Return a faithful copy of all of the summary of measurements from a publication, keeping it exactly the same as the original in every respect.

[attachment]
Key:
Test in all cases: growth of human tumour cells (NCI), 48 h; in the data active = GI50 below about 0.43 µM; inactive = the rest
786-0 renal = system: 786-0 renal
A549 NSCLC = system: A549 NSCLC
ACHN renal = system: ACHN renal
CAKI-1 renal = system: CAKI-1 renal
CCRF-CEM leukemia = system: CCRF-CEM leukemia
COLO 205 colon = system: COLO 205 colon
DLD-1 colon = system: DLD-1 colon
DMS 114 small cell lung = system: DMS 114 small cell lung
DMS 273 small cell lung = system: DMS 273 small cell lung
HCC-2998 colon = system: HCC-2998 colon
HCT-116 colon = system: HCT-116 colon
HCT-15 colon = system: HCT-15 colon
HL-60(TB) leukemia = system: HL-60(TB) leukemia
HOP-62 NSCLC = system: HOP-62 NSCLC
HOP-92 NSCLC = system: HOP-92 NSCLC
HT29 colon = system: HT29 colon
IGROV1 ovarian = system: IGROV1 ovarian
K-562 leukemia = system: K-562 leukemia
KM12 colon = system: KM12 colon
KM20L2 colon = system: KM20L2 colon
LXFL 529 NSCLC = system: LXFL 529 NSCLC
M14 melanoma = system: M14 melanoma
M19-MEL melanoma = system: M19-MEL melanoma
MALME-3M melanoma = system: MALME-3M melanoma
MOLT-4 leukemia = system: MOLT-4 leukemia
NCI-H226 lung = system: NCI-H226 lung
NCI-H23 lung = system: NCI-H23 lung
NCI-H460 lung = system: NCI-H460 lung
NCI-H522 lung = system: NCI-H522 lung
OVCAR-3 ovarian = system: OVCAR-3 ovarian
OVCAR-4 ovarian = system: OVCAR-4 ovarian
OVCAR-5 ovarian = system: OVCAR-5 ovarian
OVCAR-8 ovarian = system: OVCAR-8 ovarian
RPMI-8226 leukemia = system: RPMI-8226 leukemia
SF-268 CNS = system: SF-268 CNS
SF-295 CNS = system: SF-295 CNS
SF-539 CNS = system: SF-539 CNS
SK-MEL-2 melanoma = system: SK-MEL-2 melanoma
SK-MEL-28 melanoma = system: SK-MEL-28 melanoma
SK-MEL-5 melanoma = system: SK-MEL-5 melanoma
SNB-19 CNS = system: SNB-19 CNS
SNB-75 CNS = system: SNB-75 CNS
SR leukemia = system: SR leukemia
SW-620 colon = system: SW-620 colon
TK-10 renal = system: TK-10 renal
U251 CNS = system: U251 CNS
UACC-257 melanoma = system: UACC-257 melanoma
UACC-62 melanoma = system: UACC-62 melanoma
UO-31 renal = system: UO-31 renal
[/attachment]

Key:
Test in all cases: growth of human tumour cells (NCI), 48 h; in the data active = GI50 below about 0.43 µM; inactive = the rest
786-0 renal = system: 786-0 renal
A549 NSCLC = system: A549 NSCLC
ACHN renal = system: ACHN renal
CAKI-1 renal = system: CAKI-1 renal
CCRF-CEM leukemia = system: CCRF-CEM leukemia
COLO 205 colon = system: COLO 205 colon
DLD-1 colon = system: DLD-1 colon
DMS 114 small cell lung = system: DMS 114 small cell lung
DMS 273 small cell lung = system: DMS 273 small cell lung
HCC-2998 colon = system: HCC-2998 colon
HCT-116 colon = system: HCT-116 colon
HCT-15 colon = system: HCT-15 colon
HL-60(TB) leukemia = system: HL-60(TB) leukemia
HOP-62 NSCLC = system: HOP-62 NSCLC
HOP-92 NSCLC = system: HOP-92 NSCLC
HT29 colon = system: HT29 colon
IGROV1 ovarian = system: IGROV1 ovarian
K-562 leukemia = system: K-562 leukemia
KM12 colon = system: KM12 colon
KM20L2 colon = system: KM20L2 colon
LXFL 529 NSCLC = system: LXFL 529 NSCLC
M14 melanoma = system: M14 melanoma
M19-MEL melanoma = system: M19-MEL melanoma
MALME-3M melanoma = system: MALME-3M melanoma
MOLT-4 leukemia = system: MOLT-4 leukemia
NCI-H226 lung = system: NCI-H226 lung
NCI-H23 lung = system: NCI-H23 lung
NCI-H460 lung = system: NCI-H460 lung
NCI-H522 lung = system: NCI-H522 lung
OVCAR-3 ovarian = system: OVCAR-3 ovarian
OVCAR-4 ovarian = system: OVCAR-4 ovarian
OVCAR-5 ovarian = system: OVCAR-5 ovarian
OVCAR-8 ovarian = system: OVCAR-8 ovarian
RPMI-8226 leukemia = system: RPMI-8226 leukemia
SF-268 CNS = system: SF-268 CNS
SF-295 CNS = system: SF-295 CNS
SF-539 CNS = system: SF-539 CNS
SK-MEL-2 melanoma = system: SK-MEL-2 melanoma
SK-MEL-28 melanoma = system: SK-MEL-28 melanoma
SK-MEL-5 melanoma = system: SK-MEL-5 melanoma
SNB-19 CNS = system: SNB-19 CNS
SNB-75 CNS = system: SNB-75 CNS
SR leukemia = system: SR leukemia
SW-620 colon = system: SW-620 colon
TK-10 renal = system: TK-10 renal
U251 CNS = system: U251 CNS
UACC-257 melanoma = system: UACC-257 melanoma
UACC-62 melanoma = system: UACC-62 melanoma
UO-31 renal = system: UO-31 renal